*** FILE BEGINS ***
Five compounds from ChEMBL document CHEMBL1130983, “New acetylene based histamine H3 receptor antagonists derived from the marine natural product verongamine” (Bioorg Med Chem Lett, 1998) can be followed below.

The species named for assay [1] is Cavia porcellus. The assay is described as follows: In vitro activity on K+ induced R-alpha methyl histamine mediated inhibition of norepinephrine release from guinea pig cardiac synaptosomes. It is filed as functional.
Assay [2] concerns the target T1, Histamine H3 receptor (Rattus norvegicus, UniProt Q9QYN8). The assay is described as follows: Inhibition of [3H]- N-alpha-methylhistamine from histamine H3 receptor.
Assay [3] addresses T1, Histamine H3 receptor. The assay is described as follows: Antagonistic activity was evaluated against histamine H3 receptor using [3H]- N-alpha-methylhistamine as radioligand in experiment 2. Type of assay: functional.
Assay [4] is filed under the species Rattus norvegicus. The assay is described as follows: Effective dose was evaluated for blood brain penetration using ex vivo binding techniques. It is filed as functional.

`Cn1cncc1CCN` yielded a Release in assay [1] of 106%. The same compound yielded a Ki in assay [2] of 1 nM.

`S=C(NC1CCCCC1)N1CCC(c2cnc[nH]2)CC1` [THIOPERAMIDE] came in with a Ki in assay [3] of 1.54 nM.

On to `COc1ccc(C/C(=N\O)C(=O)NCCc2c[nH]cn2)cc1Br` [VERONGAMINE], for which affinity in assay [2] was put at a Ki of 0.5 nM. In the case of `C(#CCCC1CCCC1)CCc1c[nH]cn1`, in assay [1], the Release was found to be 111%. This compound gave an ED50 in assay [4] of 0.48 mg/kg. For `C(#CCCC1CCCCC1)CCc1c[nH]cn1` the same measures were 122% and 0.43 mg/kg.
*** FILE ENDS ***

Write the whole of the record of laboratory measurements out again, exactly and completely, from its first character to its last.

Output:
Five compounds from ChEMBL document CHEMBL1130983, “New acetylene based histamine H3 receptor antagonists derived from the marine natural product verongamine” (Bioorg Med Chem Lett, 1998) can be followed below.

The species named for assay [1] is Cavia porcellus. The assay is described as follows: In vitro activity on K+ induced R-alpha methyl histamine mediated inhibition of norepinephrine release from guinea pig cardiac synaptosomes. It is filed as functional.
Assay [2] concerns the target T1, Histamine H3 receptor (Rattus norvegicus, UniProt Q9QYN8). The assay is described as follows: Inhibition of [3H]- N-alpha-methylhistamine from histamine H3 receptor.
Assay [3] addresses T1, Histamine H3 receptor. The assay is described as follows: Antagonistic activity was evaluated against histamine H3 receptor using [3H]- N-alpha-methylhistamine as radioligand in experiment 2. Type of assay: functional.
Assay [4] is filed under the species Rattus norvegicus. The assay is described as follows: Effective dose was evaluated for blood brain penetration using ex vivo binding techniques. It is filed as functional.

`Cn1cncc1CCN` yielded a Release in assay [1] of 106%. The same compound yielded a Ki in assay [2] of 1 nM.

`S=C(NC1CCCCC1)N1CCC(c2cnc[nH]2)CC1` [THIOPERAMIDE] came in with a Ki in assay [3] of 1.54 nM.

On to `COc1ccc(C/C(=N\O)C(=O)NCCc2c[nH]cn2)cc1Br` [VERONGAMINE], for which affinity in assay [2] was put at a Ki of 0.5 nM. In the case of `C(#CCCC1CCCC1)CCc1c[nH]cn1`, in assay [1], the Release was found to be 111%. This compound gave an ED50 in assay [4] of 0.48 mg/kg. For `C(#CCCC1CCCCC1)CCc1c[nH]cn1` the same measures were 122% and 0.43 mg/kg.